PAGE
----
Iron is an essential mineral that ensures good health. Iron plays role in DNA synthesis and is the key component of red blood cells, which are responsible for oxygen transport and resistance to infections.1 Iron is a mineral that combines with protein to form haemoglobin, the main part of red blood cells and transports oxygen to body cells. Iron diets have an excellent role in maintaining the haemoglobin level in the body and preventing anaemia.
The amount of iron required by the body depends on age and gender. Children, women, and adult men require a different amount of iron at different ages.
Iron deficiency is most commonly caused by:
- Chronic blood loss like intestinal bleeding, menstruation, haemorrhoids, and peptic ulcers.
- In children, iron deficiency can be caused by inadequate iron diets.
Iron deficiency can lead to anemia and multiple other health problems.2
For males, the recommended dietary allowance (RDA) is 10 milligrams/day. The RDA is 15 milligrams/day for premenopausal women. Menopause is natural when the menstruation cycle stops, and no menstruation occurs onward. The iron needs of premenopausal women are higher compared to men because women lose blood and iron during menstruation.3
Who needs more iron? Men vs. Women!
Iron deficiency is rare in men compared to women because they require higher calories and eat a larger amount of food. Women typically eat less food and also suffer from menstruation, which results in loss of blood and iron from the body.
Iron needs during Pregnancy
A pregnant woman will need 30 milligrams of iron/day because the unborn baby also requires iron for its development. This iron comes from the iron stores of the mother. Hence, iron requirements during pregnancy are higher.
High Iron Diets
The following table shows iron-rich foods, but meat, fish, and poultry are the foods highest in iron. The other sources of iron are beans, dried fruits, whole grains, fortified cereals, and enriched bread.4
There are certain conditions in which high-iron diets are harmful, for example, hemochromatosis and chronic liver diseases, which may build iron stores in the liver.
Things to Consider
Heme and Non-heme iron are the two types of iron found in foods. Heme iron is found in meats, poultry, and fish. At the same time, non-heme iron is found in both plant and animal foods. Eating a combination of meat and beans provides both types of iron in the diet.
Vitamin C promotes iron absorption of both heme and non-heme iron in the body. It is essential to take citrus fruits or juices for better iron absorption.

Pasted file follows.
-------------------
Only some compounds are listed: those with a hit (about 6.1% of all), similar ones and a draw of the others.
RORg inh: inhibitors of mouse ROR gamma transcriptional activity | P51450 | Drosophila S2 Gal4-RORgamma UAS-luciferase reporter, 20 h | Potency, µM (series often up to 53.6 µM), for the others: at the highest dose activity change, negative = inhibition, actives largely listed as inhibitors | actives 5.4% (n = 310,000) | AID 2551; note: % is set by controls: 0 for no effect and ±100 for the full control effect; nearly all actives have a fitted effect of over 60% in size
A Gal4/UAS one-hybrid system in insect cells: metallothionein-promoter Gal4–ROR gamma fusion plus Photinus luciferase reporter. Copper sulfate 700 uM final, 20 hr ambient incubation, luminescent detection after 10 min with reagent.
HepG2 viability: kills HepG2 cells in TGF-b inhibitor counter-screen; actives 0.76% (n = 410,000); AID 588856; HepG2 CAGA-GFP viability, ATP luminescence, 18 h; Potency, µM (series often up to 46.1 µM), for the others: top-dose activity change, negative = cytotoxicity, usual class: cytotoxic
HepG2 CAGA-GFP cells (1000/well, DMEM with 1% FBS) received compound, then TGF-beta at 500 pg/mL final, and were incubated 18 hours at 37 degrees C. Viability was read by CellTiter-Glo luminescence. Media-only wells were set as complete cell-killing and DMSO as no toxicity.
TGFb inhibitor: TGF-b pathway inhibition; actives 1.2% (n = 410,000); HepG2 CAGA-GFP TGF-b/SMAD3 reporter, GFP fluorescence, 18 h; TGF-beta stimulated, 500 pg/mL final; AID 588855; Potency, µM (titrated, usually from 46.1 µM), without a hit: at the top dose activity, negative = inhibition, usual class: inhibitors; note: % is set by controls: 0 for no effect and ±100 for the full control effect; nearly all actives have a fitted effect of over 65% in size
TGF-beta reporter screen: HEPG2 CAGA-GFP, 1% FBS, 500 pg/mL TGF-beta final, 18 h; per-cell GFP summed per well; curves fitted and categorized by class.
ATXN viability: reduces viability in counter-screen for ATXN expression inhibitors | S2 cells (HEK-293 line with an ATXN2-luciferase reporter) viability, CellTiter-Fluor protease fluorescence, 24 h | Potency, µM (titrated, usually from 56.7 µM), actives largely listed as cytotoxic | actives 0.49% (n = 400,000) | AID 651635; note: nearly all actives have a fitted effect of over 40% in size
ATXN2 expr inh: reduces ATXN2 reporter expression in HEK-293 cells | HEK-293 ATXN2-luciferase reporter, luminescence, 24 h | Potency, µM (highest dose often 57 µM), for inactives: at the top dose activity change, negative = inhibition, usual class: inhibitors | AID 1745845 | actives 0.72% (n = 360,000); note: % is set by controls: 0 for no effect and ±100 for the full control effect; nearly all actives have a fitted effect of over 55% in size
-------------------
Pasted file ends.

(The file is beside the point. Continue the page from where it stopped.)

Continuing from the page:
Phytic and Tannic acid: these two compounds interrupt and decrease iron absorption.
Iron supplements: many iron supplements are available; however, these should only be taken if there is an iron deficiency. Otherwise, it may lead to excessive iron storage and negative feedback to iron metabolism in the body.
|Foods That Contain Iron|
|Bran flakes cereal||1 cup||24.0|
|Product 19 cereal||1 cup||24.0|
|Clams, steamed||3 oz||23.8|
|Total cereal||1 cup||18.0|
|Life cereal||1 cup||12.2|
|Raisin bran cereal||1 cup||9.3|
|Beef liver, braised||3 oz||5.8|
|Kix cereal||1 cup||5.4|
|Cheerios cereal||1 cup||3.6|
|Prune juice||1 cup||3.0|
|Potato, baked with skin||One med||2.8|
|Sirloin steak, cooked||3 oz||2.8|
|Shrimp, cooked||3 oz||2.6|
|Navy beans, cooked||1/2 cup||2.3|
|Lean ground beef, broiled||3 oz||2.1|
|Swiss chard, cooked||1/2 cup||2.0|
|Rice Krispies cereal||1 cup||1.8|
|Kidney beans||1/2 cup||1.6|
|Oatmeal, cooked||1/2 cup||1.6|
|Spinach, raw||1 cup||1.5|
|Tuna, canned in water||3 oz||1.3|
|Green peas, cooked||1/2 cup||1.2|
|Halibut, cooked||3 oz||0.9|
|Whole-wheat bread||1 slice||0.9|
|Apricot halves, dried||5||0.8|
|Broccoli, cooked||1/2 cup||0.6|
|Egg, boiled||One large||0.6|
- Tenenbein M, Huang X. Iron. Handb Toxicol Met Fifth Ed. 2021;2:391-417. doi:10.1016/B978-0-12-822946-0.00016-7
- Halterman JS, Segel GB. Iron Deficiency Anemia. Pediatr Clin Advis. Published online August 11, 2021:31-31. doi:10.1016/B978-032303506-4.10019-7
- How can I get enough iron? - InformedHealth.org - NCBI Bookshelf. Accessed June 9, 2022. https://www.ncbi.nlm.nih.gov/books/NBK279618/
- Prentice AM, Mendoza YA, Pereira D, et al. Dietary strategies for improving iron status: balancing safety and efficacy. Nutr Rev. 2017;75(1):49. doi:10.1093/NUTRIT/NUW055